A dog has been kept in a cage by police for two years without exercise, the BBC can reveal.
Stella was seized in 2014 and has been kept in a 3ft by 9ft cage in Devon ever since.
Devon and Cornwall Police refused to give specific reasons why the dog could not be exercised. They said she was considered potentially dangerous.
A worker at the kennels said they were told by police not to exercise dogs held under the Dangerous Dogs Act.
A destruction order for Stella was passed by Torquay Magistrates' Court on 8 February. Her owner was given 21 days to appeal.
Laura Khanlarian worked as an assistant at the private kennel used by Devon and Cornwall Police.
She said Stella left her kennel twice during her stay, only for behaviour assessments.
Ms Khanlarian said: "We were always told not to exercise or go into a kennel with any dogs, regardless of character, that had been brought in under the Dangerous Dogs Act.
"We were under no circumstances allowed to touch any of those dogs - which was hard.
"Animal welfare comes before anything, and that was my job. I don't believe I would be doing it properly if I would sit back and think that's OK. It wasn't OK - it's not OK."
Stella, a pit bull-type dog, was seized after police visited her owner, Antony Hastie, in Devon on an unrelated matter in 2014.
She was considered potentially dangerous because of her breed, her behaviour when police seized her and her behaviour in assessments.
Court proceedings heard from Mr Hastie, who said there were no incidents of aggressive behaviour prior to her being seized.
Evidence heard during the court case included video footage of Stella's behaviour after she had spent nearly two years locked in the kennel.
Mr Hastie attended court 11 times over Stella, but in February 2016 it was ruled she should be destroyed.
Kendal Shepherd, a vet of 30 years and animal behaviour expert, said: "It's terrible. It's unjustified. It's wasting huge amounts of money and it's not doing a single thing to prevent dog bites.
"It's cruel. But it's what our system forces us to do."
The RSPCA has created a guide to good practice for all police forces, which states: "Dogs must be provided with the opportunity to exercise away from their kennel at least once a day and this should be for a total of at least 30 minutes."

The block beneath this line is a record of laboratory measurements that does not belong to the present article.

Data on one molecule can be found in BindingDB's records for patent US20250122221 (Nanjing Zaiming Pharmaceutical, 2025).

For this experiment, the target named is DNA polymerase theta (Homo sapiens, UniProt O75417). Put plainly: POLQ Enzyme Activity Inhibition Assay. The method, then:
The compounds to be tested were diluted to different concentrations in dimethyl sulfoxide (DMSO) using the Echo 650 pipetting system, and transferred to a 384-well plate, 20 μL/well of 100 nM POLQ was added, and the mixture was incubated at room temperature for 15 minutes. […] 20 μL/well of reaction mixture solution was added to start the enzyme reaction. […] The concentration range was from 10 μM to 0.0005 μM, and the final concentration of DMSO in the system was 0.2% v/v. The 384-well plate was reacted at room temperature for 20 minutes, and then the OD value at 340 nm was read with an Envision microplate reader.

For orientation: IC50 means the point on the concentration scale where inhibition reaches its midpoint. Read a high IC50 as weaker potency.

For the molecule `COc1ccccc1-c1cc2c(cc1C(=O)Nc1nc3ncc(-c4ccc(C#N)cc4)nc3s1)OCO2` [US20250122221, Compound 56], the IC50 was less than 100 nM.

Sgt Allan Knight, from the Devon and Cornwall Police dog handling unit, said the force has released dogs back to their owners during proceedings in the past.
He added: "There will always be some dogs, for whatever reason, that cannot go back, and cannot get walked by staff because of the danger they possess.
"We are bound by the court process."
In a statement, Devon and Cornwall Police said: "In the past two years, in the region of a hundred dogs have been seized by Devon and Cornwall Police.
"During this time Stella, an illegal breed that had to be seized, has been the only dog deemed too dangerous to walk due to her aggressive behaviour.
"Once the dog was seized, an initial review was made in which the decision was reached that Stella was too dangerous to be exercised by kennel staff. This assessment remained under constant review and a number of further examinations were made by independent external experts including the RSPCA, who were all in agreeance that the animal was too dangerous for staff to exercise.
"At all times we must balance the needs of the welfare of the animal and the safety of kennel staff. The long established, licensed and accredited kennel in question was in agreement with our assessment. The dog has had continual kennel enrichment with staff and remained in fine and fit condition throughout.
"This dog has threatened and shown aggressive behaviour towards two Police Community Support Officers. There were also occasions where Stella showed aggressive behaviour prior to being seized, which were fully described in court. Stella then attempted to bite a court appointed independent expert during the dog's assessment.
"The length of this criminal case is extremely rare. None of the adjournments were requested or caused by Devon and Cornwall Police."
The full story will be shown on BBC Inside Out South West on Monday 29 February at 19:30 and will be available on BBC iPlayer.